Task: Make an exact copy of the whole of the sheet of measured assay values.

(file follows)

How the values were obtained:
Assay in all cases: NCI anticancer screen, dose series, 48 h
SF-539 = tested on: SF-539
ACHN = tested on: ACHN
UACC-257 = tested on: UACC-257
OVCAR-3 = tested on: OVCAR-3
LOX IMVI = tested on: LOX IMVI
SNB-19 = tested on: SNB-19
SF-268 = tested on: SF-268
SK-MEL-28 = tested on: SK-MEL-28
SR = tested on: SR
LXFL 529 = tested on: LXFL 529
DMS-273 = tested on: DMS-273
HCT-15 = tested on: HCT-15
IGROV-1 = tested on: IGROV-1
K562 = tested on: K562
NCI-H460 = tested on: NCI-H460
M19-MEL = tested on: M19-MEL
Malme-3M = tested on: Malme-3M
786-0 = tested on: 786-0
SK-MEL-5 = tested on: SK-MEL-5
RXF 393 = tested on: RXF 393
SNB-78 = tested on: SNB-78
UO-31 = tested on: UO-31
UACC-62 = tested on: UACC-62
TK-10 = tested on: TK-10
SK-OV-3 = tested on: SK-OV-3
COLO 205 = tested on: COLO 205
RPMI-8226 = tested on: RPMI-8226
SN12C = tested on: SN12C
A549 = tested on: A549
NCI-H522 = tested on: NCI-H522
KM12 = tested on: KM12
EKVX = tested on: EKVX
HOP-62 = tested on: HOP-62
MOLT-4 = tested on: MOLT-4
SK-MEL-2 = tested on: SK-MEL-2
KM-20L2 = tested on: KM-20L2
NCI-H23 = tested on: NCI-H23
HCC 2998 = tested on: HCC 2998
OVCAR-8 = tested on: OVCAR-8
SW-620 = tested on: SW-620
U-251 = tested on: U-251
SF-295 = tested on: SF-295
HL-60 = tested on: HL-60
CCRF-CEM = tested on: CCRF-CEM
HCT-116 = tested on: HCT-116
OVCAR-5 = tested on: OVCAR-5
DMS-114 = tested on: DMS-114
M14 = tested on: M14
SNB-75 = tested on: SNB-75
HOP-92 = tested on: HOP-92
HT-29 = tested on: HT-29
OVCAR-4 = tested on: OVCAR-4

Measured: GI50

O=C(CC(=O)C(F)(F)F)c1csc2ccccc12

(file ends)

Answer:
How the values were obtained:
Assay in all cases: NCI anticancer screen, dose series, 48 h
SF-539 = tested on: SF-539
ACHN = tested on: ACHN
UACC-257 = tested on: UACC-257
OVCAR-3 = tested on: OVCAR-3
LOX IMVI = tested on: LOX IMVI
SNB-19 = tested on: SNB-19
SF-268 = tested on: SF-268
SK-MEL-28 = tested on: SK-MEL-28
SR = tested on: SR
LXFL 529 = tested on: LXFL 529
DMS-273 = tested on: DMS-273
HCT-15 = tested on: HCT-15
IGROV-1 = tested on: IGROV-1
K562 = tested on: K562
NCI-H460 = tested on: NCI-H460
M19-MEL = tested on: M19-MEL
Malme-3M = tested on: Malme-3M
786-0 = tested on: 786-0
SK-MEL-5 = tested on: SK-MEL-5
RXF 393 = tested on: RXF 393
SNB-78 = tested on: SNB-78
UO-31 = tested on: UO-31
UACC-62 = tested on: UACC-62
TK-10 = tested on: TK-10
SK-OV-3 = tested on: SK-OV-3
COLO 205 = tested on: COLO 205
RPMI-8226 = tested on: RPMI-8226
SN12C = tested on: SN12C
A549 = tested on: A549
NCI-H522 = tested on: NCI-H522
KM12 = tested on: KM12
EKVX = tested on: EKVX
HOP-62 = tested on: HOP-62
MOLT-4 = tested on: MOLT-4
SK-MEL-2 = tested on: SK-MEL-2
KM-20L2 = tested on: KM-20L2
NCI-H23 = tested on: NCI-H23
HCC 2998 = tested on: HCC 2998
OVCAR-8 = tested on: OVCAR-8
SW-620 = tested on: SW-620
U-251 = tested on: U-251
SF-295 = tested on: SF-295
HL-60 = tested on: HL-60
CCRF-CEM = tested on: CCRF-CEM
HCT-116 = tested on: HCT-116
OVCAR-5 = tested on: OVCAR-5
DMS-114 = tested on: DMS-114
M14 = tested on: M14
SNB-75 = tested on: SNB-75
HOP-92 = tested on: HOP-92
HT-29 = tested on: HT-29
OVCAR-4 = tested on: OVCAR-4

Measured: GI50

O=C(CC(=O)C(F)(F)F)c1csc2ccccc12